Agreus L, Svardsudd K, Nyren O, Tibblin G. Irritable bowel syndrome and dyspepsia in the general population: overlap and lack of stability over time. Gastroenterology. 1995;109:671–680. doi:10.1016/0016-5085(95)90373-9. PMID: 7657095.CrossRefPubMedGoogle Scholar
  7. 7.
    Drossman DA, Richter JE, Talley NJ, et al., eds. Functional gastrointestinal disorders: diagnosis, pathophysiology and treatment: a multinational consensus. Boston: Little, Brown; 1994.Google Scholar
  8. 8.
    Thompson WG, Longstreth GF, Drossman DA, et al. Functional bowel disorders and functional abdominal pain. Gut. 1999;45:II43–II47.PubMedCrossRefGoogle Scholar
  9. 9.
    Rome Foundation. Guidelines—Rome III diagnostic criteria for functional gastrointestinal disorders. J Gastrointestin Liver Dis. 2006;15:301–312.Google Scholar
  10. 10.
    Muller-Lissner SA, Fumagalli I, Bardhan KD, et al. Tegaserod, a 5-HT(4) receptor partial agonist, relieves symptoms in irritable bowel syndrome patients with abdominal pain, bloating and constipation. Aliment Pharmacol Ther. 2001;15:1655–1666. doi:10.1046/j.1365-2036.2001.01094.x.CrossRefPubMedGoogle Scholar
  11. 11.
    Novick J, Miner P, Krause R, et al. A randomized, double-blind, placebo-controlled trial of tegaserod in female patients suffering from irritable bowel syndrome with constipation. Aliment Pharmacol Ther. 2002;16:1877–1888. doi:10.1046/j.1365-2036.2002.01372.x.CrossRefPubMedGoogle Scholar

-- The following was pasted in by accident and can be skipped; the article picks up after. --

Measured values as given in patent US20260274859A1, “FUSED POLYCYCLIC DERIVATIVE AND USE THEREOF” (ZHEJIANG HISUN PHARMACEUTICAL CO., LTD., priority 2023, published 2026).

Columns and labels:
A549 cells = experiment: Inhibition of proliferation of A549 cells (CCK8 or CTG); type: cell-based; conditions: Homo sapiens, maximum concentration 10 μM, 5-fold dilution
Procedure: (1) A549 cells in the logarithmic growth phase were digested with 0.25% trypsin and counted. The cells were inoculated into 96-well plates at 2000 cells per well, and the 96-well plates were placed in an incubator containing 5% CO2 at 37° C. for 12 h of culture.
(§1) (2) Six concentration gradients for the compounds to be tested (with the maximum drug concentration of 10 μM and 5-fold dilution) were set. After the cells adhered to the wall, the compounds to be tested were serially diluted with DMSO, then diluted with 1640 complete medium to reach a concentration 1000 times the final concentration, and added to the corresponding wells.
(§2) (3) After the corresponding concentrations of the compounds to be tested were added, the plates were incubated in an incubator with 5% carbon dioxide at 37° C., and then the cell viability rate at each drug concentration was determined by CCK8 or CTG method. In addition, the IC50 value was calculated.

12. 12.
    Camilleri M, Mayer EA, Drossman DA, et al. Improvement in pain and bowel function in female irritable bowel patients with alosetron, a 5-HT3 receptor antagonist. Aliment Pharmacol Ther. 1999;13:1149–1159. doi:10.1046/j.1365-2036.1999.00610.x.CrossRefPubMedGoogle Scholar
  13. 13.
    Bardhan KD, Bodemar G, Geldof H, et al. A double-blind, randomized, placebo-controlled dose-ranging study to evaluate the efficacy of alosetron in the treatment of irritable bowel syndrome. Aliment Pharmacol Ther. 2000;14:23–34. doi:10.1046/j.1365-2036.2000.00684.x.CrossRefPubMedGoogle Scholar
  14. 14.
    Drossman DA, Toner BB, Whitehead WE, et al. Cognitive-behavioral therapy versus education and desipramine versus placebo for moderate to severe functional bowel disorders. Gastroenterology. 2003;125(1):19–31. doi:10.1016/S0016-5085(03)00669-3.CrossRefPubMedGoogle Scholar
  15. 15.
    Pimentel M, Chow EJ, Lin HC. Eradication of small intestinal bacterial overgrowth reduces symptoms of irritable bowel syndrome. Am J Gastroenterol. 2000;95:3503–3506. doi:10.1111/j.1572-0241.2000.03368.x.CrossRefPubMedGoogle Scholar
  16. 16.
    Nucera G, Gabrielli M, Lupascu A, et al. Abnormal breath tests to lactose, fructose and sorbitol in irritable bowel syndrome may be explained by small intestinal bacterial overgrowth. Aliment Pharmacol Ther. 2005;21:1391–1395. doi:10.1111/j.1365-2036.2005.02493.x.CrossRefPubMedGoogle Scholar
  17. 17.
    Majewski M, McCallum RW. Results of small intestinal bacterial overgrowth testing in irritable bowel syndrome patients: clinical profiles and effects of antibiotic trial. Adv Med Sci. 2007;52:139–142.PubMedGoogle Scholar
  18. 18.
    Lupascu A, Gabrielli M, Lauritano EC, et al. Hydrogen glucose breath test to detect small intestinal bacterial overgrowth: a prevalence case-control study in irritable bowel syndrome. Aliment Pharmacol Ther. 2005;22:1157–1160. doi:10.1111/j.1365-2036.2005.02690.x.CrossRefPubMedGoogle Scholar
  19. 19.
    Posserud I, Stotzer PO, Björnsson ES, et al. Small intestinal bacterial overgrowth in patients with irritable bowel syndrome. Gut. 2007;56:802–808. doi:10.1136/gut.2006.108712.CrossRefPubMedGoogle Scholar